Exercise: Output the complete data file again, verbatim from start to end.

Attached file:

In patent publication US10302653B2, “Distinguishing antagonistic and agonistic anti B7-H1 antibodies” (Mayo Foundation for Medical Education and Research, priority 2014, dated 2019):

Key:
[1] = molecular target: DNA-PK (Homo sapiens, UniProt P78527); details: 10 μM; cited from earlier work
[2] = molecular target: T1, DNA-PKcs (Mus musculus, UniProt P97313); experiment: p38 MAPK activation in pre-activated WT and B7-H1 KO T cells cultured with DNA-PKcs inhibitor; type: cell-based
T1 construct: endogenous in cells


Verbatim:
In patent publication US10302653B2, “Distinguishing antagonistic and agonistic anti B7-H1 antibodies” (Mayo Foundation for Medical Education and Research, priority 2014, dated 2019):

Key:
[1] = molecular target: DNA-PK (Homo sapiens, UniProt P78527); details: 10 μM; cited from earlier work
[2] = molecular target: T1, DNA-PKcs (Mus musculus, UniProt P97313); experiment: p38 MAPK activation in pre-activated WT and B7-H1 KO T cells cultured with DNA-PKcs inhibitor; type: cell-based
T1 construct: endogenous in cells